Picked to Death Chickens 
Hamilton Lindley Blog
The “superchickens” are on top. The best team is on the bottom.

Fifth Law: Success can come at any time as long as we are persistent.

Scientific circles believe that young scientists publish more breakthrough material. But Barabasi’s lab found that it is just because the older scientists are publishing fewer papers. Innovation appears to slow down because people stop trying, like Prasher above. If he could stomach being rejected a few more times, he would have won the Nobel Prize.

Dog Scientist Little More Persistence Hamilton Lindley Blog

Einstein Moment

The book ends with the story of Einstein. He was not initially liked by Americans because he appeared elitist and snobby while he was a relative unknown across the pond. But when he came to America things changed. He was greeted with throngs of onlookers in New York City. People adored him as he paraded down Fifth Avenue–stunning the media. When the media finally met Einstien they found him affable, unassuming and eager to teach in plain English. He was nothing like they expected. And now everywhere Einstein went, he was a celebrity. This meets the elements of the laws of success.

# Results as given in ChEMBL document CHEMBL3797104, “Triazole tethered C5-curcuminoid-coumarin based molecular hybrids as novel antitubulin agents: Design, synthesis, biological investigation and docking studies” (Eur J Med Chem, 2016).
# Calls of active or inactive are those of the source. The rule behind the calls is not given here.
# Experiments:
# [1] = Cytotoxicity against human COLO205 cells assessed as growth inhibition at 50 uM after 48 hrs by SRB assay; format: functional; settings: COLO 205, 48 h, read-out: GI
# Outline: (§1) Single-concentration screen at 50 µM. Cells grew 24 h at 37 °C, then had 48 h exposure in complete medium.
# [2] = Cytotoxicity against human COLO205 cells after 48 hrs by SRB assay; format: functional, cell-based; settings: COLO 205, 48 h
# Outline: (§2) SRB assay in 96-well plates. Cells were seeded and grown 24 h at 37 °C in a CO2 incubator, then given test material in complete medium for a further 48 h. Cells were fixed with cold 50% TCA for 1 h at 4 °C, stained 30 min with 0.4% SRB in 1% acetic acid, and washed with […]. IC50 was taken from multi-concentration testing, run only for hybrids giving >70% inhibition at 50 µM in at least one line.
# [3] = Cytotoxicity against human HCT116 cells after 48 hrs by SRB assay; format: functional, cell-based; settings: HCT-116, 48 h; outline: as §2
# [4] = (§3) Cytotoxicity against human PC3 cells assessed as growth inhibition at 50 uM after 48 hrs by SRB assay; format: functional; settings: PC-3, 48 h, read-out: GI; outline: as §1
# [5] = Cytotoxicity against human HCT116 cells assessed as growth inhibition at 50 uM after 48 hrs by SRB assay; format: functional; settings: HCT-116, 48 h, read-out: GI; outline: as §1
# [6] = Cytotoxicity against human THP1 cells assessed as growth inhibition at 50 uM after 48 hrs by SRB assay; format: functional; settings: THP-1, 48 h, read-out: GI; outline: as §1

But his debut in New York City was not really Einstein’s. He was simply on the boat with other famous people at the time promoting a new state of Israel. The press thought the people were there for Einstein, and that is how they reported it. But Einstein was ready. The takeaway: be ready for your Einstein moment.

Hammer Time

This book is too focused on academia. More discussion on finding my network would be helpful. In academia, the network is other academics. But many occupations do not have that clear network. Overall, I give it four out of five hammers.

Four Hammers Hamilton Lindley